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Vol. 88. Núm. 2.
Páginas 161-162 (Abril - Junio 2018)
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Vol. 88. Núm. 2.
Páginas 161-162 (Abril - Junio 2018)
Scientific letter
DOI: 10.1016/j.acmx.2017.09.002
Open Access
Occult gastrointestinal disease unmasked by direct oral anticoagulants used for the prevention of atrial fibrillation
Enfermedad gastrointestinal oculta desenmascarada por anticoagulantes orales directos utilizados para la prevención de la fibrilación atrial
Luis Colín
Autor para correspondencia

Corresponding author at: Departamento de Electrocardiología, Instituto Nacional de Cardiología “Ignacio Chávez”, Ciudad de México, México Juan Badiano 1, Sección XVI, Tlalpan 14010, Mexico City, Mexico.
, Manlio F. Márquez
Departamento de Electrocardiología, Instituto Nacional de Cardiología “Ignacio Chávez”, Ciudad de México, Mexico
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Tablas (1)
Table 1. Demographic and clinical characteristics of patients with intestinal bleeding associated with direct oral anticoagulants.
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Nowadays, most patients with non-valvular atrial fibrillation (NVAF) patients, receive long-term anticoagulation for prevention of stroke or systemic embolism.1,2 It is important to consider that many of them are elderly and frail patients who may have an increased risk of bleeding.3,4 The use of any anticoagulants increase the risk of bleeding, especially gastrointestinal (GI) bleeding.5,6 Interestingly, direct oral anticoagulants (DOACs) have shown lower risk of major bleeding, compared with traditional vitamin K antagonists (VKA).7 When a GI bleeding appears in subjects under anticoagulation, our first reaction is to consider it as a complication or an adverse effect of anticoagulants. Herein we report four patients in which a lower GI bleeding under DOACs unmasked intestinal disease leading to proper treatment that ultimately permitted the continuation of DOAC.

We present the clinical characteristics of the four patients (Table 1) (males=3), under anticoagulation because of NVAF, either paroxysmal (n=3) or chronic, all the patients were older than 70 years, and had not received any previous oral anticoagulation. They presented lower GI bleeding between 1 and 6 months after the start of DOAC treatment, manifested by hematochezia. Only one patient had major bleeding requiring red blood cell transfusion (3 concentrates; 1500mL). All were submitted to upper GI endoscopy and colonoscopy. One case needed a capsule endoscopy, because diagnosis was not obtained after conventional endoscopies. In two cases a colon malignancy was detected and surgical resection was performed without complications; specimen biopsies confirmed the diagnosis of adenocarcinoma. Patient 1 required a left hemicolectomy for a tumor localized at the splenic angle; he received chemotherapy with FOLFOX (Folinic acid, fluorouracil [5-FU], oxaliplatin) and Vectivix (panitumumab); after a two-year follow-up he is free from cancer. Patient 2 developed unexplained anemia, fecal occult blood test was positive, colonoscopy revealed a sigmoid colon neoplasia and a left hemicolectomy was performed. Pathology revealed a localized invasive adenocarcinoma and no further therapy was needed. In case 3 the diagnosis of jejunum angiodysplasia was established with a capsule endoscopy. The female patient had several tubulovillous adenomas; the smaller were resected in the same procedure and the largest, in a second colonoscopy.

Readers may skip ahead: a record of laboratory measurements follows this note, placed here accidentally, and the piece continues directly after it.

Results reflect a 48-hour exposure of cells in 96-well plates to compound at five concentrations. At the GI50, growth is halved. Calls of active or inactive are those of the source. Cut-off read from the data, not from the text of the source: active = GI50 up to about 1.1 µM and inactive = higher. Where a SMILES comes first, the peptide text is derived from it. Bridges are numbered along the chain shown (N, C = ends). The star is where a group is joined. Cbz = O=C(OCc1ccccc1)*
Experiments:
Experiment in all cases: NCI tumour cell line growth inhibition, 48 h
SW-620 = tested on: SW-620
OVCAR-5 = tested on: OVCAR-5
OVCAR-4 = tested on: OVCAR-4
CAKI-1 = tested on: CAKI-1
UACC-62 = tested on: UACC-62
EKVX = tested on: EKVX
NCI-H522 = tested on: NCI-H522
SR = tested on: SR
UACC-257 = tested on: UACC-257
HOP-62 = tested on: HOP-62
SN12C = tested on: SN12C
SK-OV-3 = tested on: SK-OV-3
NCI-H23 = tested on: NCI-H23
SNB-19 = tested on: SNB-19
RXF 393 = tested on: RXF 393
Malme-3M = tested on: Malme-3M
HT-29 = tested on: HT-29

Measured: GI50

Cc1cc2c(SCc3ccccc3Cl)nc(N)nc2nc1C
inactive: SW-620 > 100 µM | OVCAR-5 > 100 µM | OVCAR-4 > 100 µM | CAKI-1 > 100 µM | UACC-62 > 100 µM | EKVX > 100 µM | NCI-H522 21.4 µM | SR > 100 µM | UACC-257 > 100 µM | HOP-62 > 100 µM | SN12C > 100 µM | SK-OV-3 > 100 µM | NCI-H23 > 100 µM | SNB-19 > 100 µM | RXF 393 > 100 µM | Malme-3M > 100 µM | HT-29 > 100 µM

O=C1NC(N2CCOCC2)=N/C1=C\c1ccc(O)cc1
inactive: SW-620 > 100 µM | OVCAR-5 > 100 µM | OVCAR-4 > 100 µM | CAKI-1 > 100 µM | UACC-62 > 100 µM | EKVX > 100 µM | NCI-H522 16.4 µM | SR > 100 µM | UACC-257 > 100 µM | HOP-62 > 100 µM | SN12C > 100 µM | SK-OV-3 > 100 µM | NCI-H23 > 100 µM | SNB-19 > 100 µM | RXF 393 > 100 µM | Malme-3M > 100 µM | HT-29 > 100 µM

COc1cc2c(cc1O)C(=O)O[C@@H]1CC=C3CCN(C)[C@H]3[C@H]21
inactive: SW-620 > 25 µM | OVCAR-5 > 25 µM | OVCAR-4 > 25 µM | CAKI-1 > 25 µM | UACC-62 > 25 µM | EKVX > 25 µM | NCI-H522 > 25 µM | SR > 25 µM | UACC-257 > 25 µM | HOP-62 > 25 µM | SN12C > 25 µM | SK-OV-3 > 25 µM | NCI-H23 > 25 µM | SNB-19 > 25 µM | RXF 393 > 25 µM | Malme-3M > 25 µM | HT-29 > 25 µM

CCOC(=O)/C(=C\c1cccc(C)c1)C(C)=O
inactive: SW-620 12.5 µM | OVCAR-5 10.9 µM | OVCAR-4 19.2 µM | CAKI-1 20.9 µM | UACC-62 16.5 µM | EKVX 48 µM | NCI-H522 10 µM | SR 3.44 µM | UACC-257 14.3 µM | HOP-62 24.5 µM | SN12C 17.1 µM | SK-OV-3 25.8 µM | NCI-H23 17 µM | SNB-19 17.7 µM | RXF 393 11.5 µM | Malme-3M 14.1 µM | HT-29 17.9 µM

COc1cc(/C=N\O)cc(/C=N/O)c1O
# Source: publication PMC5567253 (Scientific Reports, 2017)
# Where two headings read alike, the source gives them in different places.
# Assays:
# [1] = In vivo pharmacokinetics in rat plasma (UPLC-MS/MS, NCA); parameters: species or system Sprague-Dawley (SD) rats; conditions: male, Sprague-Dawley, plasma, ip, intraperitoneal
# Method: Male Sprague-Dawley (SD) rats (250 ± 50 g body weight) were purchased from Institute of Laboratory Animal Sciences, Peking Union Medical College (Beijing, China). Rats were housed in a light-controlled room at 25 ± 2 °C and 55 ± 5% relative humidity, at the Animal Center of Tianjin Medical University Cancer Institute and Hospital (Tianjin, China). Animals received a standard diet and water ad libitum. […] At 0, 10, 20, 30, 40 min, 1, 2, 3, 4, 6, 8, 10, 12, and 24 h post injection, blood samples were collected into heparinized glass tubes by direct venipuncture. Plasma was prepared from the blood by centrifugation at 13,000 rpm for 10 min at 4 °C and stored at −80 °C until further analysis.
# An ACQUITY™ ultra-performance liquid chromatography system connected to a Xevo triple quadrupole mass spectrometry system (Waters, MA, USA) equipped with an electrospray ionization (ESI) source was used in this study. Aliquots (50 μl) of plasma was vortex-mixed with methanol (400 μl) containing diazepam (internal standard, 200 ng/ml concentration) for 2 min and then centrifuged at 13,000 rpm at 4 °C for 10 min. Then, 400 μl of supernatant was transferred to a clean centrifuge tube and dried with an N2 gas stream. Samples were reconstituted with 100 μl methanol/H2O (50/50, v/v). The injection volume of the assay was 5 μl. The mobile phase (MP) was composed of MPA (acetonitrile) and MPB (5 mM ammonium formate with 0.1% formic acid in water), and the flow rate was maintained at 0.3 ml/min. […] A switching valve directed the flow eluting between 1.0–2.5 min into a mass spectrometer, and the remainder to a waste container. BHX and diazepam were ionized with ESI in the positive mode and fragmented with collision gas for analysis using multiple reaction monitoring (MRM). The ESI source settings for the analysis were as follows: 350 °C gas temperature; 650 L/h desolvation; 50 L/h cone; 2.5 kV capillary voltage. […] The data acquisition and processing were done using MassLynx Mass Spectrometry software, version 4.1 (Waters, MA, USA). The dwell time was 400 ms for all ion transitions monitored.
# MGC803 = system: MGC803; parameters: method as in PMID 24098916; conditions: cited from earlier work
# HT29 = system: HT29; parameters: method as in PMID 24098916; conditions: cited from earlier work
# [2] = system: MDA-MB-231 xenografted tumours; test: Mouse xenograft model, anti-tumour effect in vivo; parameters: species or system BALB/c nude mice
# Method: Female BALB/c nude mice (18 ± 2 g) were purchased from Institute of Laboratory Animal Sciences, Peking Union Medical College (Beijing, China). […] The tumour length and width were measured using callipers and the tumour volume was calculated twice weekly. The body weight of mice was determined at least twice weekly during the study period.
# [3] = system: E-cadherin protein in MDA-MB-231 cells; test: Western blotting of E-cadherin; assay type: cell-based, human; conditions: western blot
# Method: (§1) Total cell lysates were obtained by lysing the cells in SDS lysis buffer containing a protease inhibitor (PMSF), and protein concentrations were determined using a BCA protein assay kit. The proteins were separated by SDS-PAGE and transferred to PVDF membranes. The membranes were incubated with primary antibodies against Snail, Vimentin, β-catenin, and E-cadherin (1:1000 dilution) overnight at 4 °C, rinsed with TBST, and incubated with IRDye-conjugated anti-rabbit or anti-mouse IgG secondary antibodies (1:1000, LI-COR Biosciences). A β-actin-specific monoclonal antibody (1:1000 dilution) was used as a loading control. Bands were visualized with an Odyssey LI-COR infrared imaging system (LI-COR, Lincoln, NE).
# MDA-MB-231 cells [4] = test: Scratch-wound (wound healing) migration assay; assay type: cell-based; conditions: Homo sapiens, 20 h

Table 1.

Demographic and clinical characteristics of patients with intestinal bleeding associated with direct oral anticoagulants.

Patient  Age (years)  Gender  AF type  Final gastrointestinal diagnosis  DOAC 
79  Paroxysmal  Colon cancer (adenocarcinoma)  Apixaban 
76  Permanent  Colon cancer (adenocarcinoma)  Dabigatran 
73  Paroxysmal  Jejunal angiodysplasia  Apixaban 
81  Paroxysmal  Multiple tubulovillous adenomas  Apixaban 

Occult bleeding has been reported since the beginning of anticoagulant use.8 Clemens et al. first report on the fact that the higher incidence of GI bleeding with the DOACs may also be related to pre-existing malignancies.9 They reported the incidence of GI bleeding with DOACs, compared with warfarin: dabigatran 110mg bid 1.42% versus 1.37%, dabigatran 150mg bid 1.93% versus 1.37%, rivaroxaban 3.52% versus 2.68%, and apixaban 1.93% versus 1.59%. The incidence of GI bleeding cancer related was similar between analyzed DOACs (D110 [0.79%], D150 [0.61%], rivaroxaban [0.83%], and apixaban [0.69%]), interestingly, numerically higher compared with warfarin (0.37%; 0.73%; 0.57%, respectively). Their conclusion that anticoagulant-related GI bleeding may unmask pre-existing malignancies leading to increased detection of GI cancer is similar to what Michaels wrote in 1962: “The probability of uncovering an occult malignancy in a patient with bleeding manifestations during anticoagulants is small. Since the chances of obtaining a cure of cancer depend in part upon early diagnosis, it behoves physicians to follow all possible leads”. We want to stress their conclusion with our two cases of adenocarcinoma. Physicians must be aware of the risk of GI bleeding with DOACs use and look for occult GI bleeding intentionally. Taking into consideration the high prevalence of GI bleeding it could be a good practice to test for occult bleeding before and after start of DOAC treatment.

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Copyright © 2017. Instituto Nacional de Cardiología Ignacio Chávez
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